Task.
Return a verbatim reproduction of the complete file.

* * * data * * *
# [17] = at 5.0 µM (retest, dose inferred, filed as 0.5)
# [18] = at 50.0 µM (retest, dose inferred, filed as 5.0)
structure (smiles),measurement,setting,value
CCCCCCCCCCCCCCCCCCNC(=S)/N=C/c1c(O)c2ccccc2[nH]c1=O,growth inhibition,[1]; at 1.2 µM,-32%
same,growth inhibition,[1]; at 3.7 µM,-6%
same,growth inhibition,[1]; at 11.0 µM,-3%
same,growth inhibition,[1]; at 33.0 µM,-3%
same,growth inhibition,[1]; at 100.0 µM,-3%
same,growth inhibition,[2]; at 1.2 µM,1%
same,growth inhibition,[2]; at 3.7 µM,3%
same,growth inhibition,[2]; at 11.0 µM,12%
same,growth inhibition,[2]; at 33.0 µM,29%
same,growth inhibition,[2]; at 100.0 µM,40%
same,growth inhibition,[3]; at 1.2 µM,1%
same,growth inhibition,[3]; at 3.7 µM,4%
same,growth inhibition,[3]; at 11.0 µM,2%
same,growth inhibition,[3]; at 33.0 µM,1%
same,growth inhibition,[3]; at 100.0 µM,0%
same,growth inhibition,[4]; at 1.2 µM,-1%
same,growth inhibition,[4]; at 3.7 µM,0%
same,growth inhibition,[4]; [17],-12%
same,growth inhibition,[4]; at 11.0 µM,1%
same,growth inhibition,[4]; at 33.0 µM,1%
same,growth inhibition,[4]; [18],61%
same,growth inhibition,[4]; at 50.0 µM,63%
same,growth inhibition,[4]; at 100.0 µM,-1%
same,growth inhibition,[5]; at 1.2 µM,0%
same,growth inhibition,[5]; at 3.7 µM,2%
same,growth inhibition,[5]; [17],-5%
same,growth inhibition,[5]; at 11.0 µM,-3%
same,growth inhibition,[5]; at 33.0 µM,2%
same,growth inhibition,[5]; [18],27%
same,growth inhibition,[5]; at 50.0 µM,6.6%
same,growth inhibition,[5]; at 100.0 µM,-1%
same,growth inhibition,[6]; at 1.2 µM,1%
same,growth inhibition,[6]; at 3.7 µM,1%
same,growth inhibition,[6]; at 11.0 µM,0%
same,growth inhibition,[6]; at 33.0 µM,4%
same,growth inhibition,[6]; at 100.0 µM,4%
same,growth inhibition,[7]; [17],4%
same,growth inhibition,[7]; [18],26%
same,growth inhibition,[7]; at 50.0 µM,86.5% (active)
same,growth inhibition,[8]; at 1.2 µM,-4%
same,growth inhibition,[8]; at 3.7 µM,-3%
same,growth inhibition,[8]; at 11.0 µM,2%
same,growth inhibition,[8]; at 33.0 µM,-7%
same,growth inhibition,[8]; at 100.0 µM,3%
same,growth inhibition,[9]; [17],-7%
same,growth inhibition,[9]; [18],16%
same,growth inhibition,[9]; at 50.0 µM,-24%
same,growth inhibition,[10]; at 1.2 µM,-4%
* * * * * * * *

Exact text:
# [17] = at 5.0 µM (retest, dose inferred, filed as 0.5)
# [18] = at 50.0 µM (retest, dose inferred, filed as 5.0)
structure (smiles),measurement,setting,value
CCCCCCCCCCCCCCCCCCNC(=S)/N=C/c1c(O)c2ccccc2[nH]c1=O,growth inhibition,[1]; at 1.2 µM,-32%
same,growth inhibition,[1]; at 3.7 µM,-6%
same,growth inhibition,[1]; at 11.0 µM,-3%
same,growth inhibition,[1]; at 33.0 µM,-3%
same,growth inhibition,[1]; at 100.0 µM,-3%
same,growth inhibition,[2]; at 1.2 µM,1%
same,growth inhibition,[2]; at 3.7 µM,3%
same,growth inhibition,[2]; at 11.0 µM,12%
same,growth inhibition,[2]; at 33.0 µM,29%
same,growth inhibition,[2]; at 100.0 µM,40%
same,growth inhibition,[3]; at 1.2 µM,1%
same,growth inhibition,[3]; at 3.7 µM,4%
same,growth inhibition,[3]; at 11.0 µM,2%
same,growth inhibition,[3]; at 33.0 µM,1%
same,growth inhibition,[3]; at 100.0 µM,0%
same,growth inhibition,[4]; at 1.2 µM,-1%
same,growth inhibition,[4]; at 3.7 µM,0%
same,growth inhibition,[4]; [17],-12%
same,growth inhibition,[4]; at 11.0 µM,1%
same,growth inhibition,[4]; at 33.0 µM,1%
same,growth inhibition,[4]; [18],61%
same,growth inhibition,[4]; at 50.0 µM,63%
same,growth inhibition,[4]; at 100.0 µM,-1%
same,growth inhibition,[5]; at 1.2 µM,0%
same,growth inhibition,[5]; at 3.7 µM,2%
same,growth inhibition,[5]; [17],-5%
same,growth inhibition,[5]; at 11.0 µM,-3%
same,growth inhibition,[5]; at 33.0 µM,2%
same,growth inhibition,[5]; [18],27%
same,growth inhibition,[5]; at 50.0 µM,6.6%
same,growth inhibition,[5]; at 100.0 µM,-1%
same,growth inhibition,[6]; at 1.2 µM,1%
same,growth inhibition,[6]; at 3.7 µM,1%
same,growth inhibition,[6]; at 11.0 µM,0%
same,growth inhibition,[6]; at 33.0 µM,4%
same,growth inhibition,[6]; at 100.0 µM,4%
same,growth inhibition,[7]; [17],4%
same,growth inhibition,[7]; [18],26%
same,growth inhibition,[7]; at 50.0 µM,86.5% (active)
same,growth inhibition,[8]; at 1.2 µM,-4%
same,growth inhibition,[8]; at 3.7 µM,-3%
same,growth inhibition,[8]; at 11.0 µM,2%
same,growth inhibition,[8]; at 33.0 µM,-7%
same,growth inhibition,[8]; at 100.0 µM,3%
same,growth inhibition,[9]; [17],-7%
same,growth inhibition,[9]; [18],16%
same,growth inhibition,[9]; at 50.0 µM,-24%
same,growth inhibition,[10]; at 1.2 µM,-4%